China baffles world with mystery bomber

Country's top-secret stealth bomber could be more advanced than the American B-2A and could reach the continental United States--if it exists.

Mark Rutherford
The military establishment's ever increasing reliance on technology and whiz-bang gadgetry impacts us as consumers, investors, taxpayers and ultimately as the defended. Our mission here is to bring some of these products and concepts to your attention based on carefully selected criteria such as importance to national security, originality, collateral damage to the treasury and adaptability to yard maintenance-but not necessarily in that order. E-mail him at markr@milapp.com. Disclosure.
Mark Rutherford
2 min read

China's H-8 stealth bomber may be more advanced than the American B-2A and capable of delivering a 350-kiloton nuclear warhead to the continental United States, or it could be a mock-up of the A-12 "Flying Dorito."


Those are just two of the rumors accompanying a video trumpeting some recent triumphs of Chinese aviation.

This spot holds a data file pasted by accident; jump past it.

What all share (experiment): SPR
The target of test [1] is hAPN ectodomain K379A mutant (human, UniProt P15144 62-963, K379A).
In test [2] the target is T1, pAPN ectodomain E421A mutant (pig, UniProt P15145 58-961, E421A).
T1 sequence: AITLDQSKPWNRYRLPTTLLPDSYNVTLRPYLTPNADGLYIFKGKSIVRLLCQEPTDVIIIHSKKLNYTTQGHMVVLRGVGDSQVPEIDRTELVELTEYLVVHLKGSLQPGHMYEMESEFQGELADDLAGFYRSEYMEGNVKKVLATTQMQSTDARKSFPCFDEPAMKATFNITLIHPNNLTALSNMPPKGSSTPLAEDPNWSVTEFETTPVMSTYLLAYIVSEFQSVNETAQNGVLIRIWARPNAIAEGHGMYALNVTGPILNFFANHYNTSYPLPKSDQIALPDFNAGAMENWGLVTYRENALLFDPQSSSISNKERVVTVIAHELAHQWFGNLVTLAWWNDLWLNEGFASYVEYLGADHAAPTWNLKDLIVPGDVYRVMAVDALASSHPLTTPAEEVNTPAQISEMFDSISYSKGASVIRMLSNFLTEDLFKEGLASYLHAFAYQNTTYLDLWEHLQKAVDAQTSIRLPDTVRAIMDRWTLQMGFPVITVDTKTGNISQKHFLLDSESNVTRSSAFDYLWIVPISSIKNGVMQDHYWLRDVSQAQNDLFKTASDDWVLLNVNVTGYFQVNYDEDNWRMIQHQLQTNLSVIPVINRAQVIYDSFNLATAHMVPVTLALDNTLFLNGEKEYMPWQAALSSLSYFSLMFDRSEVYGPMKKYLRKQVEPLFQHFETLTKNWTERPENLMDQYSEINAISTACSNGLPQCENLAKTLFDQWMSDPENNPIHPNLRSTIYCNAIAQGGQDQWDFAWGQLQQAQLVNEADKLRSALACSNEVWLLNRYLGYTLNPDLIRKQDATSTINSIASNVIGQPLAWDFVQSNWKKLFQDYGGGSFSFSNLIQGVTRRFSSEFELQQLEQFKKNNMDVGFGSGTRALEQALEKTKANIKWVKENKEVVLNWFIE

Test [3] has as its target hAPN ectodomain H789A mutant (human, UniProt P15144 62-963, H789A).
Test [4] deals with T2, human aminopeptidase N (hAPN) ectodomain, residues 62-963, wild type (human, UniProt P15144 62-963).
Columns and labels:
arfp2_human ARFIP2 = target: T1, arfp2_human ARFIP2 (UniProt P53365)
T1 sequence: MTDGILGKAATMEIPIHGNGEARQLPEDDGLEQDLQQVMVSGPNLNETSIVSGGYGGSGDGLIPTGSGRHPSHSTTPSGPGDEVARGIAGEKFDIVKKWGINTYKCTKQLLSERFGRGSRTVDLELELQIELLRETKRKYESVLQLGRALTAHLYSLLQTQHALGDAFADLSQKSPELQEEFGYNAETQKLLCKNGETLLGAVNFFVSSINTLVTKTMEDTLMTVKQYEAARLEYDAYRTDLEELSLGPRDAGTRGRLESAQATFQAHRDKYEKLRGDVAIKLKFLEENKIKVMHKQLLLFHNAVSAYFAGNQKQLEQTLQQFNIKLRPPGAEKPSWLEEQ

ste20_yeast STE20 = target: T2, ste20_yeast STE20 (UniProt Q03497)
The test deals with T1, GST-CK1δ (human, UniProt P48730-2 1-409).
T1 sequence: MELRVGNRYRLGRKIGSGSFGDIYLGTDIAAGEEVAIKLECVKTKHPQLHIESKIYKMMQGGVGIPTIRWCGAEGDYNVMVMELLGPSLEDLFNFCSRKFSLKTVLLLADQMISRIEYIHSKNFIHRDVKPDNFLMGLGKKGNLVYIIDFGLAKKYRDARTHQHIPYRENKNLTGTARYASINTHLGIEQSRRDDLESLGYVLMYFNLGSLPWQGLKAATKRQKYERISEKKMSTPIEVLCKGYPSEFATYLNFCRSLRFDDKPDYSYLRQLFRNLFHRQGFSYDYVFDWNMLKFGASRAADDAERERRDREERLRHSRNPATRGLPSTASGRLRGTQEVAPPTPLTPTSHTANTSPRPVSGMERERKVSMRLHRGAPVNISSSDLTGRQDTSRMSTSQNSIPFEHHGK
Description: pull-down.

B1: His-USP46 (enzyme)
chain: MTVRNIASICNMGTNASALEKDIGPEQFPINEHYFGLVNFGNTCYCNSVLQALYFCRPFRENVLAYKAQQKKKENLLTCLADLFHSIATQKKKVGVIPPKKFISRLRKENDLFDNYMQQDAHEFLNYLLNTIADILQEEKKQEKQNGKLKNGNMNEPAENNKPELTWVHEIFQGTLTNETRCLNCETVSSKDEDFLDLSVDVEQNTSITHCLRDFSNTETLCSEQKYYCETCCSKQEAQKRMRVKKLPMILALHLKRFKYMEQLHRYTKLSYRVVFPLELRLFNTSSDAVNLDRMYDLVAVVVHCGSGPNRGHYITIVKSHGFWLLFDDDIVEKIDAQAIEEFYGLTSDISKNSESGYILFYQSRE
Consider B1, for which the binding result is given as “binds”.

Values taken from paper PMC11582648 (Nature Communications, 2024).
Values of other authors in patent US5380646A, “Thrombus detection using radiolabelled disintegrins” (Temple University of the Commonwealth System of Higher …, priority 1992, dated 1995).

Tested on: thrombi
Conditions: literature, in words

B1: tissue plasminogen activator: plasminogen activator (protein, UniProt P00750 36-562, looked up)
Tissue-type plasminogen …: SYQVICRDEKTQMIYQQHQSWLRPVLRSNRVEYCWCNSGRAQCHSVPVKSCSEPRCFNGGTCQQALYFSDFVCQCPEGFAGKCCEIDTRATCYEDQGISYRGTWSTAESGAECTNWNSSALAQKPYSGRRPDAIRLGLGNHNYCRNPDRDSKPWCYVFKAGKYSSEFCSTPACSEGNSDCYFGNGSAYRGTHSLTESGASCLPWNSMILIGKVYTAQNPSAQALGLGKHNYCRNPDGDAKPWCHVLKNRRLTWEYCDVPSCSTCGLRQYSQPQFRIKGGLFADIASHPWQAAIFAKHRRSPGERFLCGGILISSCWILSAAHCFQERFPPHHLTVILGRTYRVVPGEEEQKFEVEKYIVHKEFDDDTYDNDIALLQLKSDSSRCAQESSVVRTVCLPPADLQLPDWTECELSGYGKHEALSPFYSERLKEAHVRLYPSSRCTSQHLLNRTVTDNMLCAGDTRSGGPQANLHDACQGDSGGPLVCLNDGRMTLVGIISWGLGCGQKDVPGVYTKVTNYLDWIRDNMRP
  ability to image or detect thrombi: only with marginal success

Although it's "top secret," Chinese quasi-official Web sites brag that the Xian H-8 is a stealth carbon fiber, "special nanotechnology"-coated strategic heavy bomber.

What we know for sure is that it has a range of 11,000 kilometers, without refueling, but it could refuel if it wanted to--possibly. In any case, it has extralarge fuel tanks. It has a crew of two and travels at Mach 1.2, or maybe 1.4. It carries an 18-ton bomb payload and/or 12 new stealth cruise missiles with a range of 3,000 kilometers. And three nuclear missiles, at least.

A prototype was successfully tested last year (witnessed by the deputy mayor of Xian) and will enter mass production and active service in the People's Liberation Army Air Force by 2010.

Then again, it's an enlarged version of the H-6 with the underwing engines, a project that was canceled in the 1970s. It has four Ws-10A engines based on Russian or U.S. technology--or both--and was designed by the 603 Institute.

Oh, and it was made possible by stolen American technology. Even with pilfered stealth technology, though, China will probably not have had "enough time to (successfully) fabricate and assemble a working aircraft," Taiwan's Ministry of National Defense hopes.

And the "Flying Dorito"? The stealth McDonnell Douglas A-12 carrier-borne attack aircraft was canceled in the 1990s by then-Secretary of Defense Dick Cheney. Or was it?